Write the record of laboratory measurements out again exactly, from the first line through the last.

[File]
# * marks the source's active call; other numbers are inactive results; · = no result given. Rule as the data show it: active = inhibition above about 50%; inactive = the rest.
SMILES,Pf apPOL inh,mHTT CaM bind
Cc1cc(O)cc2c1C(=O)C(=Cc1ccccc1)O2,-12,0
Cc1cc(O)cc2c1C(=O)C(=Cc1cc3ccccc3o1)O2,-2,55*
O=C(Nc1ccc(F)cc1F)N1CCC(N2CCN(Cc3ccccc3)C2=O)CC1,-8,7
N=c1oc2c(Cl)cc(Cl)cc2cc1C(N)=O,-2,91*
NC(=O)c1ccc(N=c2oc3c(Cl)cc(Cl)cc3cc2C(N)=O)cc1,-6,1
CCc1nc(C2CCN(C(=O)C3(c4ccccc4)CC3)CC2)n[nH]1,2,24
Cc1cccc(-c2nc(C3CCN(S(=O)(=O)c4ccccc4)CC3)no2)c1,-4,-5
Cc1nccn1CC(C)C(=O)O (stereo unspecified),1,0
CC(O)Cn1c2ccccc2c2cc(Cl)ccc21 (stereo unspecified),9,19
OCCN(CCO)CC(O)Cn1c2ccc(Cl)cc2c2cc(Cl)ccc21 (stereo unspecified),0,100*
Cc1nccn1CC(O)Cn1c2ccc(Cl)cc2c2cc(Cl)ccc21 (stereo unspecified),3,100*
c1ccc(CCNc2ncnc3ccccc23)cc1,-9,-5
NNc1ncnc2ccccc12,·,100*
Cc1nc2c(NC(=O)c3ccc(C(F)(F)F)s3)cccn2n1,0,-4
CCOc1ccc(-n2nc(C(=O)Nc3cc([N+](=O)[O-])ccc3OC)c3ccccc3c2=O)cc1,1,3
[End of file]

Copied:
# * marks the source's active call; other numbers are inactive results; · = no result given. Rule as the data show it: active = inhibition above about 50%; inactive = the rest.
SMILES,Pf apPOL inh,mHTT CaM bind
Cc1cc(O)cc2c1C(=O)C(=Cc1ccccc1)O2,-12,0
Cc1cc(O)cc2c1C(=O)C(=Cc1cc3ccccc3o1)O2,-2,55*
O=C(Nc1ccc(F)cc1F)N1CCC(N2CCN(Cc3ccccc3)C2=O)CC1,-8,7
N=c1oc2c(Cl)cc(Cl)cc2cc1C(N)=O,-2,91*
NC(=O)c1ccc(N=c2oc3c(Cl)cc(Cl)cc3cc2C(N)=O)cc1,-6,1
CCc1nc(C2CCN(C(=O)C3(c4ccccc4)CC3)CC2)n[nH]1,2,24
Cc1cccc(-c2nc(C3CCN(S(=O)(=O)c4ccccc4)CC3)no2)c1,-4,-5
Cc1nccn1CC(C)C(=O)O (stereo unspecified),1,0
CC(O)Cn1c2ccccc2c2cc(Cl)ccc21 (stereo unspecified),9,19
OCCN(CCO)CC(O)Cn1c2ccc(Cl)cc2c2cc(Cl)ccc21 (stereo unspecified),0,100*
Cc1nccn1CC(O)Cn1c2ccc(Cl)cc2c2cc(Cl)ccc21 (stereo unspecified),3,100*
c1ccc(CCNc2ncnc3ccccc23)cc1,-9,-5
NNc1ncnc2ccccc12,·,100*
Cc1nc2c(NC(=O)c3ccc(C(F)(F)F)s3)cccn2n1,0,-4
CCOc1ccc(-n2nc(C(=O)Nc3cc([N+](=O)[O-])ccc3OC)c3ccccc3c2=O)cc1,1,3